This is obviously a throwback to Luke’s revelation in Episode VI that Leia is his sister and has the potential to become a Jedi. While he uses the words “my family” rather than saying “our family”, it seems like he’s explaining this to someone with the same bloodline, or why say it at all? This could be something said to Kylo Ren during the time that he was being trained as a Jedi, but why say “my sister” instead of “your mother”? It’s also interesting that Luke says “my father has it” (present tense), but that may be getting a little too granular.

Most likely the Luke voice-over in the teaser was recorded just for the teaser to excite the audience’s sense of nostalgia. Even so, it’s interesting that the story being teased here is a story about Luke training a prospective Jedi who may also be a Skywalker.

Saturday, January 23, 2016

Cloud City Social Club: A STAR WARS Podcast - CCSC002 - STAR WARS: The Force Awakens, Part 2!

Sean, Brooks, Andrew, and Lynn return to continue their discussion of STAR WARS EPISODE VII: THE FORCE AWAKENS!


Friday, January 8, 2016

The Franchise Awakens: The Goddess and the Temple

As Episode VII continues, we begin to see more and more that Kylo Ren is no Darth Vader. Vader lashed out at subordinates and prisoners alike, but he did it with an ease that illustrated just how powerful he was. He may have been consumed by hate, but he didn’t appear to be controlled by his anger.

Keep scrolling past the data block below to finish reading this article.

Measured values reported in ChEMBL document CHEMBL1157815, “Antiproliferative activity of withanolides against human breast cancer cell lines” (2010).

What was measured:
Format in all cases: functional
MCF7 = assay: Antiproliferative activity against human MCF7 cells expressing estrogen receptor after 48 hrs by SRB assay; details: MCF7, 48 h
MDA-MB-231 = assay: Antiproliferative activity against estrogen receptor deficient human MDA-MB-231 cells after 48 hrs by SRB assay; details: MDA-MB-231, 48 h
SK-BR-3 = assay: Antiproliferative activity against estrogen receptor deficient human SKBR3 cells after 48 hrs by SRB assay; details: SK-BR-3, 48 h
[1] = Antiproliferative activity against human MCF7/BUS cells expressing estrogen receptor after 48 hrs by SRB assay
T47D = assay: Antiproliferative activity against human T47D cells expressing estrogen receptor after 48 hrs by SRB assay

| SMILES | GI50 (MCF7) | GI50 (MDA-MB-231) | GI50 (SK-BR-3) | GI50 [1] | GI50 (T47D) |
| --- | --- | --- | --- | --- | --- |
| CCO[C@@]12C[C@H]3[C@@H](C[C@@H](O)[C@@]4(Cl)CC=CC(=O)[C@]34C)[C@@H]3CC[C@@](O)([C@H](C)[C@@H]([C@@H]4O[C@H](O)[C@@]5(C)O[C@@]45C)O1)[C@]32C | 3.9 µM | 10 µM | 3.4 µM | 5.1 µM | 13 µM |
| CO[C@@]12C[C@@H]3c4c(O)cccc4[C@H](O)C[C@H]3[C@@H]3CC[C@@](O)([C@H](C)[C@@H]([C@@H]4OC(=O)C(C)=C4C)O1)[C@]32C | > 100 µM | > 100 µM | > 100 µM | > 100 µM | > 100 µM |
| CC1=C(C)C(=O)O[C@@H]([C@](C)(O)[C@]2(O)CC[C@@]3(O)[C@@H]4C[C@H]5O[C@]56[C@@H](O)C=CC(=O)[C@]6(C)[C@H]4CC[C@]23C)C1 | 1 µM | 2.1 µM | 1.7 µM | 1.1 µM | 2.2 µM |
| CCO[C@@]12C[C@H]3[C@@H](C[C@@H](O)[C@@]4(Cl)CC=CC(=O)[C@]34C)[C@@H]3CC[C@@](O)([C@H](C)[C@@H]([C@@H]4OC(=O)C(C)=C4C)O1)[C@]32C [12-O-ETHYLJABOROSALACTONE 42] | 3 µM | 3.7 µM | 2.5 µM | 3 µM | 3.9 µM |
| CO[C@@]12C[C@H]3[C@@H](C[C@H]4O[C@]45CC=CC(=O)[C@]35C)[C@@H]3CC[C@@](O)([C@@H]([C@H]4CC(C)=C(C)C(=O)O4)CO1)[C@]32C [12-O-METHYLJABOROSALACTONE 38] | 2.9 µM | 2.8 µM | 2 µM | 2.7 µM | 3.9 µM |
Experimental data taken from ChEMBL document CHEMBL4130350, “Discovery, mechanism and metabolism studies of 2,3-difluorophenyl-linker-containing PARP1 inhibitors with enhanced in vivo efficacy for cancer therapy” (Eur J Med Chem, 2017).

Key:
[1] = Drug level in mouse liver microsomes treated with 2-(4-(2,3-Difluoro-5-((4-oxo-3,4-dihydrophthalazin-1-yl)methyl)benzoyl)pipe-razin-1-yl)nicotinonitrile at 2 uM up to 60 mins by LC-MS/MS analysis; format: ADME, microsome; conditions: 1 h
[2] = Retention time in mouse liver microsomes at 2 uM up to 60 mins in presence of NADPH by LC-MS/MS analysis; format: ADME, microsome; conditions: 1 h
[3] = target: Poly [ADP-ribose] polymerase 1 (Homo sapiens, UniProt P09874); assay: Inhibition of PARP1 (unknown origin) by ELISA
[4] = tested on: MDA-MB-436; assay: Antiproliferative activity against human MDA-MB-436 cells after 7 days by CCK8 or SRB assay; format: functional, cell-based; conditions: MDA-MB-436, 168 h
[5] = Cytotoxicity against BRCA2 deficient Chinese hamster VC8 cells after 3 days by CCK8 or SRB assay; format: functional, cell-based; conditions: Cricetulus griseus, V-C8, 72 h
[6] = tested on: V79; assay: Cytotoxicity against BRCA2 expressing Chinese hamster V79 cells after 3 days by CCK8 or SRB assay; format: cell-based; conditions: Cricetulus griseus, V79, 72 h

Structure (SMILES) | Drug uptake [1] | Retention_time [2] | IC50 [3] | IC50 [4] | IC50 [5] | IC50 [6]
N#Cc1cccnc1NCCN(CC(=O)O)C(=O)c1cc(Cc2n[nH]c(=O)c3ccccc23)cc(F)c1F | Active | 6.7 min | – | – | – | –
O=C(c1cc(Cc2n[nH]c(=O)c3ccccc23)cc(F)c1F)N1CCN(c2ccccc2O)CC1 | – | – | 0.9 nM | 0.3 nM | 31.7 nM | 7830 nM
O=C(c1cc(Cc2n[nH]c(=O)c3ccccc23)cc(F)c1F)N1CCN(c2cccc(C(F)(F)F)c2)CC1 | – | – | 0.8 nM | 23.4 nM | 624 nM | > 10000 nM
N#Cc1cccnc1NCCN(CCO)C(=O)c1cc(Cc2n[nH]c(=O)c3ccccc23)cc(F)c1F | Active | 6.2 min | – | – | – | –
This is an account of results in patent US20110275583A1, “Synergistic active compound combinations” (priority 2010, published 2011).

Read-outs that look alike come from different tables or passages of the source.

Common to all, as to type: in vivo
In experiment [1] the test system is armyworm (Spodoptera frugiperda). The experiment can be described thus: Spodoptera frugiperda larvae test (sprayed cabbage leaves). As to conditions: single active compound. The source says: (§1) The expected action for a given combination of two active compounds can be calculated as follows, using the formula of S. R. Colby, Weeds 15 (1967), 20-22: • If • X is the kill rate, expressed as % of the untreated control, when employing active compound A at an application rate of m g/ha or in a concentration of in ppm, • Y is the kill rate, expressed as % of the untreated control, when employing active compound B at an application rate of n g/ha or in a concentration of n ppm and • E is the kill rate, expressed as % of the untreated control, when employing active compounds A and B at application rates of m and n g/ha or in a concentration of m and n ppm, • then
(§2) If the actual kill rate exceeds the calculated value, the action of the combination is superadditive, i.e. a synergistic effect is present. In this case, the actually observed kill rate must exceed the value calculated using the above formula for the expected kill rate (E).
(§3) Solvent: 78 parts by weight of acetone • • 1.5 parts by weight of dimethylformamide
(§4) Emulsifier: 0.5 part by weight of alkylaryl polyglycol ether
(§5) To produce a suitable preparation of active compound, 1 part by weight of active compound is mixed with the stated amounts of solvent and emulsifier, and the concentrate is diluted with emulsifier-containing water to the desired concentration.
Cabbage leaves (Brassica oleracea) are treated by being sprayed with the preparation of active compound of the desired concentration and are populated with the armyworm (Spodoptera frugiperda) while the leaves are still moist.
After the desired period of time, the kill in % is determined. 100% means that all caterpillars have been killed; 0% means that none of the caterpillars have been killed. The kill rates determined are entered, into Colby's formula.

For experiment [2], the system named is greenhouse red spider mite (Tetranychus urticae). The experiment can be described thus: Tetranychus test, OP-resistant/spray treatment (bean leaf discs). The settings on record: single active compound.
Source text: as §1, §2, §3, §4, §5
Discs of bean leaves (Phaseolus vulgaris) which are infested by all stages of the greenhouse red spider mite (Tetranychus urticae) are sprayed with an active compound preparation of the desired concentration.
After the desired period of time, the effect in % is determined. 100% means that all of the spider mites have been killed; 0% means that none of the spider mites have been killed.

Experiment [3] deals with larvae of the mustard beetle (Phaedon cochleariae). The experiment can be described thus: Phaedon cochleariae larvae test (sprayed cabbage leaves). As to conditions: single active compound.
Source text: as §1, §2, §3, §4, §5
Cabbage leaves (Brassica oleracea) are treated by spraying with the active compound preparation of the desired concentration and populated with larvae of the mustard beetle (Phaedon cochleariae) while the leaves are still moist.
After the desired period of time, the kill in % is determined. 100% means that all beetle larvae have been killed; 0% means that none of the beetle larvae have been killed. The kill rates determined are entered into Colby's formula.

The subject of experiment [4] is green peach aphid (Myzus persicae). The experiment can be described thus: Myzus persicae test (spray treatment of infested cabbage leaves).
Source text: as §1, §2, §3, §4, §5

Kylo Ren’s anger finds interesting moments to manifest, and I think we can learn a lot about his character from those moments. When he is informed of Poe Dameron’s escape with a traitor, he automatically assumes the turncoat trooper is FN-2187 and doesn’t seem particularly bothered by it. His goal is the recovery of the map, so Poe’s escape doesn’t actually matter to Kylo because he already got the information he wanted from him.

On the other hand, when Kylo is told about BB-8’s escape with the same traitor trooper, he is not quite so composed. He slashes his lightsaber wildly at whatever hopefully replaceable control panel is in front of him, only stopping long enough to ask for more information. When he is then informed that the droid and the trooper were also accompanied by a girl, he becomes murderously furious for what seems like no reason.

Kylo Ren is completely controlled by his anger. He lashes out at everything like a disillusioned teen, defying orders and throwing tantrums when he doesn’t get his way. He is desperate to be feared and respected just as Darth Vader was, but it’s clear that this is not likely to happen.

"You could have it all... my Empire of dirt..."

Kylo reports his failure to recover the droid and the location of Luke Skywalker to Supreme Leader Snoke, the Emperor analog of Episode VII. Snoke appears before his subordinates as a giant hologram which looks like kind of a cheesy CGI effect. There’s a lot of speculation about who Snoke is and why he’s represented by such a weak light show when most of the other FX in the film are practical rather than CG. Maybe this masks a less than intimidating person, in a Wizard of Oz sort of turn. The real Snoke may just be a tiny little man trying to control the galaxy from the relative safety of an as yet undisclosed secret location.

Snoke decides they need a change in strategy. General Hux suggests using their new supreme weapon while Kylo Ren insists he can uncover Skywalker’s location. Snoke warns Kylo Ren that Rey and Finn are with Han Solo, his father. Kylo Ren swears that Solo means nothing to him, but Snoke is concerned that he has not yet had to face a test of this kind.